It wasn't until 1998, that a battle started in 1976 by the Municipality of Piombino to restore the land to its original intent was finally won with the last demolitions of unauthorized homes. (Italy, I have to say is a mine field when it comes to building restrictions and regulations, so I can only imagine with incredulity the fraught thirty year battle that was witnessed over these beaches.)
The five beach bathing facilities - called "bagni" - that you will find along the beaches were only opened in 2004.
There are no less than seven beaches covering a length of 10 kilometres in the Parco Costiero della Sterpaia; all officially Piombino beaches as the parks boundary starts where the town of Follonica's boundary ends to the north after Pratoranieri beach.
And you probably won't be surprised to learn that they are all Bandiere Blu flag beaches :)
In April the dunes are covered in a stunning bright green and pink carpet of the flowers of the succulent plant Carpobrotus acinaciformis.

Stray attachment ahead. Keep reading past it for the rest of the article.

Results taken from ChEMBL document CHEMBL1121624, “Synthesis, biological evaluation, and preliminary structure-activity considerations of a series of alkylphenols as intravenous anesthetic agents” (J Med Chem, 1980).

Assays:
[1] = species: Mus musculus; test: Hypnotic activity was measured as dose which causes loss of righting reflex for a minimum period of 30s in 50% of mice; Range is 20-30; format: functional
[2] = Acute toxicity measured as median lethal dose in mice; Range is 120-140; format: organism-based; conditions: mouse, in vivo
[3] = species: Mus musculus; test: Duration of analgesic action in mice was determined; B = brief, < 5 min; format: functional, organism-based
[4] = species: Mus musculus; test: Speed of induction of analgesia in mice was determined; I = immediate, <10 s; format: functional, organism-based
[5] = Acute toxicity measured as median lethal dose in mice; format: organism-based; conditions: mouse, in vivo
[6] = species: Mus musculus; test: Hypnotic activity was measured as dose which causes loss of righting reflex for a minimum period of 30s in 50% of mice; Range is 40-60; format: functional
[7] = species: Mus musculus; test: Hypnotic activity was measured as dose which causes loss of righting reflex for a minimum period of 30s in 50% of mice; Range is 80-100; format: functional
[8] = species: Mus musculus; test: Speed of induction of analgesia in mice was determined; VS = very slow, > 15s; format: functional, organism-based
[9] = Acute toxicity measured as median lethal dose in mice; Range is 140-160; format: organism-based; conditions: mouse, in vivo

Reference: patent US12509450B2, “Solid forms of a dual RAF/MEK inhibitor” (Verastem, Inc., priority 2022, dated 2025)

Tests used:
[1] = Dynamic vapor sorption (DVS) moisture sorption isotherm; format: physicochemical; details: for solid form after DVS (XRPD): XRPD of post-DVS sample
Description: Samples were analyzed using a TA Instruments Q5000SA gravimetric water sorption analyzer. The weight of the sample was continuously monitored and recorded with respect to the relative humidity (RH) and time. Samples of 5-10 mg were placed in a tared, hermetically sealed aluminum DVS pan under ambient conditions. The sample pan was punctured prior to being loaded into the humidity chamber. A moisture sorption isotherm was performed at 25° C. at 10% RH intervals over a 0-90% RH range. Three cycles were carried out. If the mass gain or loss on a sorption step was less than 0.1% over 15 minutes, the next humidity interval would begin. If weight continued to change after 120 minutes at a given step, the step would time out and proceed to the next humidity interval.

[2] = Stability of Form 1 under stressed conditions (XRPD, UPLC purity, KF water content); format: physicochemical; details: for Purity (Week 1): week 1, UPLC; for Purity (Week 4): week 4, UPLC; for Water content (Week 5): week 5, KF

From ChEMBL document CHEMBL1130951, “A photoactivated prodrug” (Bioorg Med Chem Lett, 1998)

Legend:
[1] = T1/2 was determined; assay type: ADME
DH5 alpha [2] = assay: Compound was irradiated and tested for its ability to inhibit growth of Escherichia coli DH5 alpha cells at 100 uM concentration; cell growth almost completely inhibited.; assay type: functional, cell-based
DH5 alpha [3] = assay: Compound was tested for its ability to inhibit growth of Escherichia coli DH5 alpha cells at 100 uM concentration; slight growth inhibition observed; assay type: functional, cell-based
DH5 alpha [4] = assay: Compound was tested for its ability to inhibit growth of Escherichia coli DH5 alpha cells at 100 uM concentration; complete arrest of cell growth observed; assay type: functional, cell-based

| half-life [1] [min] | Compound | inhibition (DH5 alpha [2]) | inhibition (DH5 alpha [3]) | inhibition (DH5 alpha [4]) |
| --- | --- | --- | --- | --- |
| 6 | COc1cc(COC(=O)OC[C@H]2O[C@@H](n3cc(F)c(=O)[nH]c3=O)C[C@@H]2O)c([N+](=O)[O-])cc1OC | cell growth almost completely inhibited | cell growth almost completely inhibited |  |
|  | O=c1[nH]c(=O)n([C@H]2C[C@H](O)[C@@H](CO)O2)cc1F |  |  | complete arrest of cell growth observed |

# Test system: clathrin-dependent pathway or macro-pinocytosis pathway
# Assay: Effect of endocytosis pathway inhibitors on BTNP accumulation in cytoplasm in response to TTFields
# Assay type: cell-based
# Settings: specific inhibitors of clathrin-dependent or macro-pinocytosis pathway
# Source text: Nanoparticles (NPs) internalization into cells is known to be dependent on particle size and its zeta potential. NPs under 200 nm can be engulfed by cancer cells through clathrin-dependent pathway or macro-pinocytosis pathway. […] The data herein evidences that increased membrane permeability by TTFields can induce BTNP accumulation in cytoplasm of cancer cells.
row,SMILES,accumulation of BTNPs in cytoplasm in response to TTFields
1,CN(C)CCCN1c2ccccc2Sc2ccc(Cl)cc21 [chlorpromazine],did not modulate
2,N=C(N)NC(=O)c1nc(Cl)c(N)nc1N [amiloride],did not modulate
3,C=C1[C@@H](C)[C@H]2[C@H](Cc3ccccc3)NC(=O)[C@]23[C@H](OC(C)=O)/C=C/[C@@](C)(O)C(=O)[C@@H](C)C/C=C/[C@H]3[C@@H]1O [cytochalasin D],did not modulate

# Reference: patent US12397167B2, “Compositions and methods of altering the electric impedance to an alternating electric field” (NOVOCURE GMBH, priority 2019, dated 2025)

There is even a beach especially designated for your pets called Dog Beach - where cats and dogs can get a let pampering too! It has to be said it isn't the prettiest stretch of coast, located as it is at the northern end of the park and under the electricity power station. And in any event, a lot of two-legged visitors don't tend to bother with following the no dog restriction on the other beaches by informing their four-legged friends.
All credit goes to the park authorities of the I Parchi della Val di Cornia - of which the Parco della Sterpaia is part - for, notwithstanding the large number of summer visitors each year, and that the beaches are for the most part backed by only a thin strip of dune environment and/or limited pine wood strips backing each one - many of Maremma's beaches from here southwards to the Silver Coast at Argentario have in contrast a wide "pineta" behind them in which many a Maremma campsite is nestled - the park has ample parking for both cars and caravans and campers, together with unobtrusive facilities including water supply points (and Elan waste disposal points), toilets and showers.
And wheelchair access has been provided at the main beach access points.
Investment in the protection of the dune and woodland environments of the Parco Naturale della Sterpaia continues today, with the reinforcement this winter (2013/2014) of the dunes fronts with natural, locally sourced materials - including large quantities of driftwood collected from the beaches, and the implementation of restricted access to the beaches via designated footpaths only.